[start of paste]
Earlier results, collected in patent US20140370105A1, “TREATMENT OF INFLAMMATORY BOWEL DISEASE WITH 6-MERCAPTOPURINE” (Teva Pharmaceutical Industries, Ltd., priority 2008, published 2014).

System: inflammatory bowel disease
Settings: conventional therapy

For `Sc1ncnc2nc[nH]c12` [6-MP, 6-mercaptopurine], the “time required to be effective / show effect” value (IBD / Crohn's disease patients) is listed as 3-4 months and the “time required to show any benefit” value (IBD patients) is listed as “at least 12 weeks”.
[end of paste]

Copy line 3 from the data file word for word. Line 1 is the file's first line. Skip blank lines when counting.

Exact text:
Settings: conventional therapy